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Aristotle's Argument On Happiness Is The Highest Goal

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Happiness is the Highest Goal Aristotle asserts that there is in fact an ultimate good in which is both complete and self-sufficient. This good is considered as happiness. Aristotle goes on to state that happiness is our highest goal because it is at which all things aim. He then states that rational activity aims at the good. Happiness is then achieved through actions which involve reason in agreement with virtue. In this paper, I will give a brief overview of Aristotle’s argument about happiness, what he considers as happiness and how it can be achieved. Then lastly I will give my objection to Aristotle’s argument.
In Book I of Nicomachean Ethics, Aristotle argues that the highest good is happiness, which means living well. The highest good must be a complete end in itself, and it should also be self-sufficient. Before one can determine what happiness is, one must first determine the function of man, because good consists of performing one’s function well. The function of the man is activity of the soul according to reason, which is a rational part of man. The ultimate good of man flows naturally from performing his function well, which will then lead to happiness.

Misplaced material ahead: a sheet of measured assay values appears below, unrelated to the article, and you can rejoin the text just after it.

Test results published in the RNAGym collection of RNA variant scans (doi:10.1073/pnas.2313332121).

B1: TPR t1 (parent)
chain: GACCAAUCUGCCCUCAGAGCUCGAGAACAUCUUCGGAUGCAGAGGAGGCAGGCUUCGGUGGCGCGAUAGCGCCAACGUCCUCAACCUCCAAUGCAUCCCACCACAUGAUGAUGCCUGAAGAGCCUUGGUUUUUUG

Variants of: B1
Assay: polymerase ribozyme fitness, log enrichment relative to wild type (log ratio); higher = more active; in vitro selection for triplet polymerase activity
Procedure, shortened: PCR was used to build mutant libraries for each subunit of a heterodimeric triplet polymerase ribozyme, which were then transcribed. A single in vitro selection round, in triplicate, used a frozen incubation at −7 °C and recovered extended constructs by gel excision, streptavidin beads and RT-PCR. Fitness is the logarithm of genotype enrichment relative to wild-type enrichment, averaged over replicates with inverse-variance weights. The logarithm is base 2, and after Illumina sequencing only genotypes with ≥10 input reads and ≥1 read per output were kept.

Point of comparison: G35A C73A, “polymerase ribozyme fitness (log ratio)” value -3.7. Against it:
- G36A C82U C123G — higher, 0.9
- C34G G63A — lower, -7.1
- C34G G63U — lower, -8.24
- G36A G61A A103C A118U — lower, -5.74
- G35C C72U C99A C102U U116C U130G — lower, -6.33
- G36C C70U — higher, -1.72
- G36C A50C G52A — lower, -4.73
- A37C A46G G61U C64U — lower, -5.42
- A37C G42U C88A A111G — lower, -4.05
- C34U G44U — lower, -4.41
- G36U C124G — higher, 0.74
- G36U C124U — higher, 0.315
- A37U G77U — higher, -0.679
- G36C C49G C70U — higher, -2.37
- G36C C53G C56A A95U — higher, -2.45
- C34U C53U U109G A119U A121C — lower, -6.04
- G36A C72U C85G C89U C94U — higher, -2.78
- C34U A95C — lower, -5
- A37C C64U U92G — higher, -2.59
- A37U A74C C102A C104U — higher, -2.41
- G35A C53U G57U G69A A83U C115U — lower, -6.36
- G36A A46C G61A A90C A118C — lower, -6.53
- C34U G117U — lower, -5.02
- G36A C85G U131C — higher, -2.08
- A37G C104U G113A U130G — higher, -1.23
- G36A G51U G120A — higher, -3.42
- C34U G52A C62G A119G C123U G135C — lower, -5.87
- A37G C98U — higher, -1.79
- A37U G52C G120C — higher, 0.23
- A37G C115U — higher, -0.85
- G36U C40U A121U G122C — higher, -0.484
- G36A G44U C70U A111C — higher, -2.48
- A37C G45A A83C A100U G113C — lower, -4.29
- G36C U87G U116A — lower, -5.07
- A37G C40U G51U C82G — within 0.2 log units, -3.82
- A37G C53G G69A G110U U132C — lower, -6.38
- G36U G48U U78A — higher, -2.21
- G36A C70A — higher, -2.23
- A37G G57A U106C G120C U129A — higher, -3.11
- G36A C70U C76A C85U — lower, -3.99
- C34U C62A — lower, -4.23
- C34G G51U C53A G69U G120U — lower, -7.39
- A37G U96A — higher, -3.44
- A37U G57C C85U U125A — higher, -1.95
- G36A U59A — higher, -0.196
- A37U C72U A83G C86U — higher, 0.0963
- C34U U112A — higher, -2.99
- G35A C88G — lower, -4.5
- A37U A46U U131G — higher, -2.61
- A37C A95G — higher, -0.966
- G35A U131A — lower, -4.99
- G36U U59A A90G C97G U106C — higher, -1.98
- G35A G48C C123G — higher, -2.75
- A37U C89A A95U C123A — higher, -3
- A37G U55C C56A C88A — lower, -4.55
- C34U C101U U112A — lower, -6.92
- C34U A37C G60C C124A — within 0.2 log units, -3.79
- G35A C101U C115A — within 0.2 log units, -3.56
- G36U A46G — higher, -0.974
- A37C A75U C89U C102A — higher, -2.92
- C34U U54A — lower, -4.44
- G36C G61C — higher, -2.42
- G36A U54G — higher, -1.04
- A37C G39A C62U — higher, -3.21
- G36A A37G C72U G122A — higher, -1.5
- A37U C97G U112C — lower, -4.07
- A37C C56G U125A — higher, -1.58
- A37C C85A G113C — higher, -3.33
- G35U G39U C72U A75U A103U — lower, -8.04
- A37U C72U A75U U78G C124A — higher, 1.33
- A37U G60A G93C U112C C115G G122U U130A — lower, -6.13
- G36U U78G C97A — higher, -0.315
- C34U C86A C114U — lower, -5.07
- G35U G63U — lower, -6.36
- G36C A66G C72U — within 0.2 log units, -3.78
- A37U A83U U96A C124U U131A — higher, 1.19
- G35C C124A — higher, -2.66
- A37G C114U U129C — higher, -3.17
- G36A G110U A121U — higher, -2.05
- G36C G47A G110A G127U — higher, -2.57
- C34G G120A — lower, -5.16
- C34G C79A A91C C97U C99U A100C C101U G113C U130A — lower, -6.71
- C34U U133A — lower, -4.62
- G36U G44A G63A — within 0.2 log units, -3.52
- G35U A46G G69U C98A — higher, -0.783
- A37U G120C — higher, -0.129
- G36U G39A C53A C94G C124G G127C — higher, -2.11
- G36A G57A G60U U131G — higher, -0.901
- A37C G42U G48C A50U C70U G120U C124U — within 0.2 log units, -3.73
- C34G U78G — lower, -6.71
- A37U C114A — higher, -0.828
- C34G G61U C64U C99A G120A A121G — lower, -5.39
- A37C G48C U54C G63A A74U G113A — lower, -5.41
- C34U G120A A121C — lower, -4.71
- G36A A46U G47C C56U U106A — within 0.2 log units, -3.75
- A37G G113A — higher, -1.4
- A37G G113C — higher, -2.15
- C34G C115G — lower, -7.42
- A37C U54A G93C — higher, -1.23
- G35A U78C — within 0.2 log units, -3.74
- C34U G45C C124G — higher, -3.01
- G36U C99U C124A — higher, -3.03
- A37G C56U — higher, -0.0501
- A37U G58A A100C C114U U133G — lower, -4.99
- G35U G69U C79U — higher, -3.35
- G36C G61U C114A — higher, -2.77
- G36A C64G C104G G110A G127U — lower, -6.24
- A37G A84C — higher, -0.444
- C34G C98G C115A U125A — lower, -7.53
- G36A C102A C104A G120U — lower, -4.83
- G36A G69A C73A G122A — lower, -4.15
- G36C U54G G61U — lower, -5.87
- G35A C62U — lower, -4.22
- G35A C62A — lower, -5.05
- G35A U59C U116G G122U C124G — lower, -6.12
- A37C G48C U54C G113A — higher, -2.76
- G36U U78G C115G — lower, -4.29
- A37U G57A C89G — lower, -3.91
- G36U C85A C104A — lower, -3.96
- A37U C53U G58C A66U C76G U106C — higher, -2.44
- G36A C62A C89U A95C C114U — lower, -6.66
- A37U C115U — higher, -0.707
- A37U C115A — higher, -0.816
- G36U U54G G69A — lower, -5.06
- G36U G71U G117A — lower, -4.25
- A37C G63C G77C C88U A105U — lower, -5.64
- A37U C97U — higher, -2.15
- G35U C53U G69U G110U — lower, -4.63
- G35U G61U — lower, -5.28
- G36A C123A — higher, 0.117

Aristotle also mentions that when one aims at happiness, one does so for its own sake, rather than because happiness helps us realize there is another end.
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He states that the highest goal which all things aim is happiness, and in order to have happiness and live happily one must know the function of the man. Happiness is not itself a virtue, but a virtuous activity. However, I do not agree with his arguments. Not every person may see happiness as the highest goal in which all things aim. Also, not every person who lives a happy life is virtuous as well. I think that happiness and virtue depends on the person, their experiences, values and beliefs, things in which Aristotle does not
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